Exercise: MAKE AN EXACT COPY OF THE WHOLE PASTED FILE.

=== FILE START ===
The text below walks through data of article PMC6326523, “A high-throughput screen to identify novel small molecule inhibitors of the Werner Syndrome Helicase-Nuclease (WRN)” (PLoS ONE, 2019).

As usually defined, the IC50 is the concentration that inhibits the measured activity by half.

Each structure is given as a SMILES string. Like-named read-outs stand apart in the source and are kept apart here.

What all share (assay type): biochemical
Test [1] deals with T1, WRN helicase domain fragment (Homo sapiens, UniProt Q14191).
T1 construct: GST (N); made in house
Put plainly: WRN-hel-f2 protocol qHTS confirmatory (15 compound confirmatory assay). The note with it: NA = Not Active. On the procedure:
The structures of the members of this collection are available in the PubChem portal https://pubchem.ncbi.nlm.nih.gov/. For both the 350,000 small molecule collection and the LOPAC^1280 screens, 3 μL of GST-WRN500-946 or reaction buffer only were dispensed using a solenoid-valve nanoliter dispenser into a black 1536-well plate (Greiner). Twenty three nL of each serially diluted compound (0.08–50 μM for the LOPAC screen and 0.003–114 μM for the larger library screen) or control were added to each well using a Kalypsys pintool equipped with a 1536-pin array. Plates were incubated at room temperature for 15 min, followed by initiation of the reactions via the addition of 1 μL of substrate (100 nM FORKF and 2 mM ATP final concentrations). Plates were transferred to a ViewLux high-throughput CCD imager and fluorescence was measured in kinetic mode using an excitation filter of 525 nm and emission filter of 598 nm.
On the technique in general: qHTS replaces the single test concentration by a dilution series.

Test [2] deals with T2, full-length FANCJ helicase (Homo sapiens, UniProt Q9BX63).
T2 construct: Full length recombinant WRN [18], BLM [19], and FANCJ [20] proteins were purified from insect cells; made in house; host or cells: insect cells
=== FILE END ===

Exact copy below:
The text below walks through data of article PMC6326523, “A high-throughput screen to identify novel small molecule inhibitors of the Werner Syndrome Helicase-Nuclease (WRN)” (PLoS ONE, 2019).

As usually defined, the IC50 is the concentration that inhibits the measured activity by half.

Each structure is given as a SMILES string. Like-named read-outs stand apart in the source and are kept apart here.

What all share (assay type): biochemical
Test [1] deals with T1, WRN helicase domain fragment (Homo sapiens, UniProt Q14191).
T1 construct: GST (N); made in house
Put plainly: WRN-hel-f2 protocol qHTS confirmatory (15 compound confirmatory assay). The note with it: NA = Not Active. On the procedure:
The structures of the members of this collection are available in the PubChem portal https://pubchem.ncbi.nlm.nih.gov/. For both the 350,000 small molecule collection and the LOPAC^1280 screens, 3 μL of GST-WRN500-946 or reaction buffer only were dispensed using a solenoid-valve nanoliter dispenser into a black 1536-well plate (Greiner). Twenty three nL of each serially diluted compound (0.08–50 μM for the LOPAC screen and 0.003–114 μM for the larger library screen) or control were added to each well using a Kalypsys pintool equipped with a 1536-pin array. Plates were incubated at room temperature for 15 min, followed by initiation of the reactions via the addition of 1 μL of substrate (100 nM FORKF and 2 mM ATP final concentrations). Plates were transferred to a ViewLux high-throughput CCD imager and fluorescence was measured in kinetic mode using an excitation filter of 525 nm and emission filter of 598 nm.
On the technique in general: qHTS replaces the single test concentration by a dilution series.

Test [2] deals with T2, full-length FANCJ helicase (Homo sapiens, UniProt Q9BX63).
T2 construct: Full length recombinant WRN [18], BLM [19], and FANCJ [20] proteins were purified from insect cells; made in house; host or cells: insect cells